Stand Still and Don’t Smell (Part Two): Camo

My first conscious exposure to camouflage was Vic Morrow’s helmet cover: the one which his brother, a Marine in the Pacific, sent to him. After ‘Combat’, my next earliest memory would be the Denison smocks of Second World War British paratroopers (as seen in photographs, films, and on the box of my Airfix 1/72 figures).  I thought of camo as being military and somewhat modern.

When I began to be interested in hunting, camo was either army surplus or civilian copies of the same.  The problem with both was that one could be quiet and wet or dry and noisy. I didn’t know it at the time, and couldn’t have afforded it even if I had, that the answer was tweed. Wet or dry, wool is quiet and warm; and it sheds a fair amount of rain before the fibres become waterlogged.  The natural dyes used in manufacturing tweed make it blend with the landscape. The checked patterns break up one’s outline.  It is 19th century camo; and it still works today. Youtube videos of Scottish deer stalking show the client/presenter in Realtree or Mossy Oak beside the professional guide or stalker in estate tweeds. While the camo company is the sponsor, the anonymous tweed company gets the benefit of the advertising aspect of the programme. The stalker blends in better with the landscape.

When one cannot be hidden, camo enables one to hide in plain sight. That hiding is both physical and psychological.  Physical hiding involves blending into the landscape’s colours and shapes.  Psychological hiding is fitting into the environment: being seen, but not noticed. For example, if we stick to our Scottish Highland location, two people are legally carrying a shotgun. One is wearing jeans and a hoodie; the other is wearing tweed plus fours and a Barbour jacket. Psychologically, the latter belongs. A passing policeman might acknowledge his presence, but he won’t stop to ask for his paperwork. When hunting, psychological camouflage is when the animals in your environment have accepted or are oblivious to your presence. One morning during deer season, I was sitting on an end of a log which crossed a drainage ditch, being as colour coordinated, scent free, and environmentally attuned as possible, when a raccoon came down the trail toward me after a hard night in the cornfields. He came right up to my boot, looked at it and slowly raised his head, looking at me, until we made eye contact. Not particularly impressed, he jumped up onto the log in front of me, crossed to the other end, and stopped. He turned and looked at me again, thought for a moment, and then bounced down and went on his way. Whatever I was, I was not a threat to him (that day) and he didn’t need to tell the whole woods that I was there. That incident made a greater impression on me than it did on him. As far as he was concerned, I was in the way, but not out of place.

To return to the physical, hunting as I do in southwestern Ontario, I wear quiet, waterproof laminated, insulated, camo clothing. This year I was able to pick up a set of Cabela’s GORE-TEX® MT050® Cold-Weather Coveralls in Zonz Woodlands camo at a choice dictating half price.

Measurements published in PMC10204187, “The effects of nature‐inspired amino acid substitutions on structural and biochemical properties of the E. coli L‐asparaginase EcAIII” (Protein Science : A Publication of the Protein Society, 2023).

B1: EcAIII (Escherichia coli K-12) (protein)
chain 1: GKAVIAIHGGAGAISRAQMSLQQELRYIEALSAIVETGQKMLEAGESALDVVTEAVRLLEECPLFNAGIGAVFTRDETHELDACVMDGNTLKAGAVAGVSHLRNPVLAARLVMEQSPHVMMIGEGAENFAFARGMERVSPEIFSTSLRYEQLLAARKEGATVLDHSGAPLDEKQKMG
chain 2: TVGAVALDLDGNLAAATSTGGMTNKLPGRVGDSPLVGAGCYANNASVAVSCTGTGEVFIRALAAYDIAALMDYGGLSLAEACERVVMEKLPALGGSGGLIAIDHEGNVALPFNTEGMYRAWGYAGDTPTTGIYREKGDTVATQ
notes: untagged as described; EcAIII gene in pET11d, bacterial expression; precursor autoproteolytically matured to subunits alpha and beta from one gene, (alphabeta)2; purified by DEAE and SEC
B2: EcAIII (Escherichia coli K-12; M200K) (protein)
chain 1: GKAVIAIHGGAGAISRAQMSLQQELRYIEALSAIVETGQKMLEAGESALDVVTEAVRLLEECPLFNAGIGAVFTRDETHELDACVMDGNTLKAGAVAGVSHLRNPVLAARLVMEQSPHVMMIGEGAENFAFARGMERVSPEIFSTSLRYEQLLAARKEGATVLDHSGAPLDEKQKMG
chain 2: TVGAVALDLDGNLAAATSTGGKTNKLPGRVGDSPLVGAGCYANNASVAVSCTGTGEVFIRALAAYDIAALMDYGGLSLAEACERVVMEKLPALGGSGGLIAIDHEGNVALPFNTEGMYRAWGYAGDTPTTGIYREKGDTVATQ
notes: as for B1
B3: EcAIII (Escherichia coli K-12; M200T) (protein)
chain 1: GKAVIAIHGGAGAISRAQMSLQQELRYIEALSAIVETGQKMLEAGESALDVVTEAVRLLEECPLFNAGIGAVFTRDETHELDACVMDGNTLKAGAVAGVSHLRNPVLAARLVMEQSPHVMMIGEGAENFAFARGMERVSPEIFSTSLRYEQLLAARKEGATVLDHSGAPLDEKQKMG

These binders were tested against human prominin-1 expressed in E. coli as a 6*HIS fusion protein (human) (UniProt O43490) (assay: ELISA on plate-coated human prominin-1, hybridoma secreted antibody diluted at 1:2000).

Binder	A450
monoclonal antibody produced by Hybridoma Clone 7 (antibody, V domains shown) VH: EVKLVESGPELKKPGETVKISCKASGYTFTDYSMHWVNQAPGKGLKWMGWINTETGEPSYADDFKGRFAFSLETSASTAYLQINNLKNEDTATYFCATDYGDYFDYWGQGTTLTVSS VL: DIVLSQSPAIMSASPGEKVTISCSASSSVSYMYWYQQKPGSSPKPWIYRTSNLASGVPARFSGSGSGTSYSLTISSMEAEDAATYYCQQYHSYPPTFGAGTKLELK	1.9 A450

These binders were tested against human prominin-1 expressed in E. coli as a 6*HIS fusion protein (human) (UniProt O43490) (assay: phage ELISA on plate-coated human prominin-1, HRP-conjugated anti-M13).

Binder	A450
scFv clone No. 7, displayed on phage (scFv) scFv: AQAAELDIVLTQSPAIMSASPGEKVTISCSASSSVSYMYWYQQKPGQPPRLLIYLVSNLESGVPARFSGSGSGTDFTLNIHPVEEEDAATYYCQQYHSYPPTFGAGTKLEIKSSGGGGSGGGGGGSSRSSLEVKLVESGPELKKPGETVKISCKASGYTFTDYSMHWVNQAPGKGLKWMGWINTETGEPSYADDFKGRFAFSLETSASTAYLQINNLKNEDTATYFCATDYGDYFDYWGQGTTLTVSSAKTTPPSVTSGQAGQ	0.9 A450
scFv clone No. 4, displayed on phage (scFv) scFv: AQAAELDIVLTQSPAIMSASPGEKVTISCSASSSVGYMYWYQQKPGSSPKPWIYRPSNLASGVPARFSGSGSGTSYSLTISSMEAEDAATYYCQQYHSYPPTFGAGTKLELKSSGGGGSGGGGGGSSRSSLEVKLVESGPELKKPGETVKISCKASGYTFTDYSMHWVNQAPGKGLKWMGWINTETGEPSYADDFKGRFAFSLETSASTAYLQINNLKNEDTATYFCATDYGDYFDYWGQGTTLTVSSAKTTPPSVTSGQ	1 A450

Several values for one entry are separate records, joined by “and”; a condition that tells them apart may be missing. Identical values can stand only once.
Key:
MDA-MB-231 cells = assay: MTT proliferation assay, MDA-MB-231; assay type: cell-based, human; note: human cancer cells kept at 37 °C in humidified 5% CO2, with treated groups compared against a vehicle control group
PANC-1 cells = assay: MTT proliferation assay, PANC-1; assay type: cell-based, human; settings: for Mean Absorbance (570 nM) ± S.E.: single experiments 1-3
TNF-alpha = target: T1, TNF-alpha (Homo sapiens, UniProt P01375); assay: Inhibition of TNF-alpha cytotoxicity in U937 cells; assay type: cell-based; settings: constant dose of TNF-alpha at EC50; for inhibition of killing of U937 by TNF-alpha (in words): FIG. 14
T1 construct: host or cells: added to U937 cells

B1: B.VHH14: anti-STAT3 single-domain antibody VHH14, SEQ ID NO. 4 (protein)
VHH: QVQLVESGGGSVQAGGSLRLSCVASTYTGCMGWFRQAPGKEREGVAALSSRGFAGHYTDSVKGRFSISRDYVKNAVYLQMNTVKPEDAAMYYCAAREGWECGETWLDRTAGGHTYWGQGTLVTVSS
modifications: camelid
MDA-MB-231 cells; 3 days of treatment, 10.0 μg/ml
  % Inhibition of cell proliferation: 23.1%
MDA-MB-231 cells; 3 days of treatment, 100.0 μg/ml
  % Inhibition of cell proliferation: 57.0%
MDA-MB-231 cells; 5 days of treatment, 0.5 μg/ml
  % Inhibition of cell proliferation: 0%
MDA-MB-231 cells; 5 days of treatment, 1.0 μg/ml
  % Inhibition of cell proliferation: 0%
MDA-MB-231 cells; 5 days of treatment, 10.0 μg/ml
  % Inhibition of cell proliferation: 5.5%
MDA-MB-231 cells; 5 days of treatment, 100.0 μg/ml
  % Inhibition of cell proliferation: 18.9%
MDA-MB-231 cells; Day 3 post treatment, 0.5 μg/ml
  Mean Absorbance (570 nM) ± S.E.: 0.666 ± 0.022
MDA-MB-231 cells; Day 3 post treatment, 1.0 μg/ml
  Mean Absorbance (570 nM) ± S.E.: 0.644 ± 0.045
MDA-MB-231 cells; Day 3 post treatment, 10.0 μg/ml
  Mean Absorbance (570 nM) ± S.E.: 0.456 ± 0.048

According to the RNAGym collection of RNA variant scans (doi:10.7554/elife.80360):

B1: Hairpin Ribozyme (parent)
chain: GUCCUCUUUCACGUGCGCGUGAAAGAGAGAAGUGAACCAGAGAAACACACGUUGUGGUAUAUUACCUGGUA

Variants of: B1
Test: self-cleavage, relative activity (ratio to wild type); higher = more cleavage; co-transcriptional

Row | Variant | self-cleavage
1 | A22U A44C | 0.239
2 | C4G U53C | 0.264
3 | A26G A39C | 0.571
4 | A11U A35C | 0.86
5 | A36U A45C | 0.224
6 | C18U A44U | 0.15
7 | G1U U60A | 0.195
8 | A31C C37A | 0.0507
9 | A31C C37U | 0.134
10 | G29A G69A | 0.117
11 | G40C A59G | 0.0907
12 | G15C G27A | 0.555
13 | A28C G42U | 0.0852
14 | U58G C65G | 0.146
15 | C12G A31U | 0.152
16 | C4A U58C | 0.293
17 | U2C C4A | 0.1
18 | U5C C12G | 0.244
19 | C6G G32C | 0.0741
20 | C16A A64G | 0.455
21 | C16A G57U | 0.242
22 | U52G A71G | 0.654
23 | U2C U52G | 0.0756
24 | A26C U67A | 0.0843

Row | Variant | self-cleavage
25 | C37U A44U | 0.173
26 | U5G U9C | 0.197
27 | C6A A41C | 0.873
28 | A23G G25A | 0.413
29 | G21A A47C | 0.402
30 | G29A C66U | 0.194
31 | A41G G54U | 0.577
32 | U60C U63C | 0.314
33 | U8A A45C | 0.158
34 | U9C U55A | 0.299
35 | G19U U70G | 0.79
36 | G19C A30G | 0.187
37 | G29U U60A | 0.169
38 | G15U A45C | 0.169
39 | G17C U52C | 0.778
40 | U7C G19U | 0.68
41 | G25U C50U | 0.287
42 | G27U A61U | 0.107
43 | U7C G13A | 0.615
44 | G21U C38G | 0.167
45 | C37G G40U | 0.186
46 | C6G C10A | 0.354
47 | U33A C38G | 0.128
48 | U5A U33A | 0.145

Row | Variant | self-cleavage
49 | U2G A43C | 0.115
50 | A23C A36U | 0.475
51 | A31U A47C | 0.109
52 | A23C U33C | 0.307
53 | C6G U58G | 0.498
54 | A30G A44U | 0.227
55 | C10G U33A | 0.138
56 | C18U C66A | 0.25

This newish camo pattern is much lighter than anything that has been in the house before. But, I like that. I remember the early Mossy Oak Break-up as being rather dark; and in low light or when wet, the camo effect was lost and the wearer became a black blob. Zonz Woodlands will work well in sparse cover or when there is a bit of snow or heavy frost on the ground. Dawn, dusk, and weather will make their own changing overlays of shadow and dappled sunshine.  Indeed, the best of camo is great at matching colours and disrupting outlines; but when caught in the wrong light, a man in a ghillie-suit looks like a bear with mange.  So, a lighter background to the camo pattern hopefully isn’t a problem.

The Zonz theory is that the pattern gives greater flexibility as one negotiates the woods.  In a tree stand, the lighter background will break up the human form so that it will not be silhouetted against the sky.  In sparse cover, the viewer will be able to see through the wearer.  Against a tree, the greys, tans, browns and greens will create the visual illusion of absorbing the wearer into the trunk.  This might be a bit much for one camo to do.  I have always thought that the strength of Mossy Oak patterns was that they were able to lose the wearer in the middle of something and that the strength of Realtree camos was that they were able to lose the wearer on the edge of something. For example, Shadow Grass Blades is great in the middle of a cornfield or a patch of reeds; whereas, Max-4 excels in the tall mixed grasses of the no-man’s-land between the field and the bush or in the grasses of whatever fence rows modern farming methods have left. This pattern is beyond the edge, taking the wearer into the thorn, birch, and ash which fringe the oak and maple.

Fall will tell how this camo performs, or, to be more accurate, how I perform in this camo.

About Tweed and Briar

I am the pastor of a rather conservative rural congregation. My interests alongside of work are hunting, fly fishing, cooking, and life in an agricultural community. By way of family, I have a wife and two children: a daughter and a son. I am of indeterminate age because my wife is a bit younger than I am and my son is ages with some of my friends’ grandchildren. However, to say that I slip smoothly among the generations would imply an agility which I no longer possess. I aspire to the genteel poverty of the country manse.
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